Senator Scott introduces Body Camera Legislation to help keep officers and citizens safe

WASHINGTON, D.C. – Thursday, U.S. Senator Tim Scott (R-SC) introduced the Safer Officers and Safer Citizens Act to help provide state, local and tribal police departments with resources to outfit officers with body-worn cameras. Senator Scott has worked with more than a dozen groups, including law enforcement associations, civil rights organizations and privacy advocates, over the past three months to develop the legislation.

Studies have shown that body-worn cameras can play an important role in keeping both law enforcement officers and the communities they serve safer. One study of the body camera program in Rialto, California showed public complaints against officers wearing body-worn cameras fell by almost 90% and that officers’ use of force decreased by 60%.

“Across our nation, too often we are seeing a lack of trust between communities and law enforcement lead to tragedy,” Senator Scott said. “While rebuilding that sense of trust will take time, I believe that providing law enforcement agencies with the resources they need to equip officers with body-worn cameras is an important step. We have seen that body-worn cameras can keep both officers and citizens safer, and that video can help provide clarity following an altercation. If a picture is worth a thousand words, then a video is worth a thousand pictures.”

The Safer Officers and Safer Citizens Act authorizes a new grant program at the U.S. Department of Justice that will allow departments who have developed policies and procedures regarding body-worn cameras to apply for funds to aid in the purchase and initial setup costs of their body-worn camera program. Funding for the new grant program is offset, and totals $100 million a year from Fiscal Years 2016-2021. State, local and tribal departments will be required to match 25 percent of the grant funds, and should support their body camera program with a comprehensive communication and educational campaign.

Preferential consideration will be given to departments whose policies regarding body-worn cameras meet the following criteria:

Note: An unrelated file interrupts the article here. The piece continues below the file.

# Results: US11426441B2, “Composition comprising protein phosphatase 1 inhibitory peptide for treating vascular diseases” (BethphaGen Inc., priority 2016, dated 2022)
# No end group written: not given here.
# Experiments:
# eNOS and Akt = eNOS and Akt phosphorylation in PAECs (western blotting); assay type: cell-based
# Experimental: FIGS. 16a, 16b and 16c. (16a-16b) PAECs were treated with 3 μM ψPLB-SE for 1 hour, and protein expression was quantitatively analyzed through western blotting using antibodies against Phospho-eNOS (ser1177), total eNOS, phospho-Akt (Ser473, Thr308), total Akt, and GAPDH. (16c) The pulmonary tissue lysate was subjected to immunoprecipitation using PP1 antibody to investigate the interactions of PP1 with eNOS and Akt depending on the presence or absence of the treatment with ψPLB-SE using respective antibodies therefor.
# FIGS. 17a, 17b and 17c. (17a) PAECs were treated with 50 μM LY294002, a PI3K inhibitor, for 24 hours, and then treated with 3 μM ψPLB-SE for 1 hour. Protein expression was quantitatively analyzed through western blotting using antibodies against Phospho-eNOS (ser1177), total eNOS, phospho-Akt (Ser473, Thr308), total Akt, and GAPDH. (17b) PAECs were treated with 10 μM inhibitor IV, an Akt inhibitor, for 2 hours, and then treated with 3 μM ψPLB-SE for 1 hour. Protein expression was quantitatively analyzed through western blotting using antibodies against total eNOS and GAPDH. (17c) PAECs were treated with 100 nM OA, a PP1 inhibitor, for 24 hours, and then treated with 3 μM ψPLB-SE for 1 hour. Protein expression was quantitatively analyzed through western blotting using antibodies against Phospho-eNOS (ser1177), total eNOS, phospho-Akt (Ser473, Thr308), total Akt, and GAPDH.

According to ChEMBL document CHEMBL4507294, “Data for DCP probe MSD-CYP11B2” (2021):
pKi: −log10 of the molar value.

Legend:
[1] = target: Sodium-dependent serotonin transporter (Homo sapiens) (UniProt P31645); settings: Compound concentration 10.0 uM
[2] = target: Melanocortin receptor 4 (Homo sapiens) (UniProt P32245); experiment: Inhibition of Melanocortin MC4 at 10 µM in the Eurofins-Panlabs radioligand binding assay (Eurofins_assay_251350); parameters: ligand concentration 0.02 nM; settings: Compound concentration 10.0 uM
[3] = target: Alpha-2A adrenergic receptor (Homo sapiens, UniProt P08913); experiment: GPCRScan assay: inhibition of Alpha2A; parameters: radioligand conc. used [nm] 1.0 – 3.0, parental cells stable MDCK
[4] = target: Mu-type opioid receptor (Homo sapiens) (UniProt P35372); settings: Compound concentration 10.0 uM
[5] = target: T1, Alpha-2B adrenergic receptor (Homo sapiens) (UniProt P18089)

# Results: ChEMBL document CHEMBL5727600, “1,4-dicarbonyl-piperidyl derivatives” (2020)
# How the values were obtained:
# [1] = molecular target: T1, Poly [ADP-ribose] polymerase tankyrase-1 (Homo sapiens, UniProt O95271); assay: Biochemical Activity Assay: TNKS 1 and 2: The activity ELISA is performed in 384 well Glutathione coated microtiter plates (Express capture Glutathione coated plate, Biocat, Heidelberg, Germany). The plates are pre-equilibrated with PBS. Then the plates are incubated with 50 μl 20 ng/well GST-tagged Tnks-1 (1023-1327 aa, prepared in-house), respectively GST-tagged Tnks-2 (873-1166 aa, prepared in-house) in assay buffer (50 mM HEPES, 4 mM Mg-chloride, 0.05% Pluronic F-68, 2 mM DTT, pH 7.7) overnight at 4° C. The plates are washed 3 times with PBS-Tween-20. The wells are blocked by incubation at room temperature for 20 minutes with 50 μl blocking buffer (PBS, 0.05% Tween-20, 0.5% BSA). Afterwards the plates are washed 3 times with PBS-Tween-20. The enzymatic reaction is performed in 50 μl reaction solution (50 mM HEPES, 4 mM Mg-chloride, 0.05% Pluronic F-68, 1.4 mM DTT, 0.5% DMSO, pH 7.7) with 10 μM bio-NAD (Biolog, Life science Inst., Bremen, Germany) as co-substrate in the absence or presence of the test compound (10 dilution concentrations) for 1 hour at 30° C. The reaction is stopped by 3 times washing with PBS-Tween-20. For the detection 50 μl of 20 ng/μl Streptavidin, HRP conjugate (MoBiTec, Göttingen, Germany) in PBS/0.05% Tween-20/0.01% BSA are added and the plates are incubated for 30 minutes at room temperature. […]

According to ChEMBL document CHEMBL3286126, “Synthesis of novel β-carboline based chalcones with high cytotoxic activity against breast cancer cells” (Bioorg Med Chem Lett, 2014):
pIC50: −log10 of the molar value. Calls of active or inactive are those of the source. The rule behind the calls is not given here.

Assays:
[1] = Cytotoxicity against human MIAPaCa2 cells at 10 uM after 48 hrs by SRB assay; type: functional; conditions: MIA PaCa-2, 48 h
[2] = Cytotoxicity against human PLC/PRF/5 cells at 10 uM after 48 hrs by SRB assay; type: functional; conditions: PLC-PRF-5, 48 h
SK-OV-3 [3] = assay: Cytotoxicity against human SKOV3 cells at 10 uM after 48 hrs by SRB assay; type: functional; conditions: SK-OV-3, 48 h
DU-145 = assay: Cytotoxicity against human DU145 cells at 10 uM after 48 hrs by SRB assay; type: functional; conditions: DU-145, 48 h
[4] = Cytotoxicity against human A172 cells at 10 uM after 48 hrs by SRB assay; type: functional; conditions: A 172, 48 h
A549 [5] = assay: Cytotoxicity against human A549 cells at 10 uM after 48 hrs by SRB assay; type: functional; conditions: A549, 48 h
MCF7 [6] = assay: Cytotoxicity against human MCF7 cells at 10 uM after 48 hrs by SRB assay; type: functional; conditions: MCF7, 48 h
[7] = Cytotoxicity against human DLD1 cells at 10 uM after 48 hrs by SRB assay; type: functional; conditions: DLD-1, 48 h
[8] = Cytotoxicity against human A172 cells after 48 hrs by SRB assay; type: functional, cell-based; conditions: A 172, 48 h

· A comprehensive policy developed in consultation with criminal justice experts and community members
· Contains policies and procedures addressing deployment, video capture, viewing, use, release, storage, retention, audits and controls
· Is supported by a comprehensive communication and education campaign
· Is informed by the best practices on body worn cameras developed by the Department of Justice
· Commits to submitting data for the purposes of studying the effectiveness of the usage of body worn cameras

The grant program is paid for by adjusting regulations regarding paid administrative leave for Federal employees. The bill requires the Office of Personnel Management (OPM) to issue regulations limiting administration leave for an employee of any agency to no more than 20 days a year, unless personally approved by the agency head. A report by the Government Accountability Office found that between 2011 and 2014, 57,000 federal employees were placed on administrative leave for more than a month while the agency determined whether to punish or clear them for alleged misconduct. As the Washington Post reported, the salary costs alone for the extended leave were more than $775 million. Administrative leave does not include vacation days, sick days, maternity leave, or other leave under the Family Medical Leave Act.

This past May, Senator Scott called for a Senate hearing on body-worn cameras, and testified before the Senate Judiciary Committee <> on the issue last month. Following the death of Walter Scott this past April in North Charleston, the South Carolina Legislature passed legislation mandating the use of body cameras by departments in the state of South Carolina.

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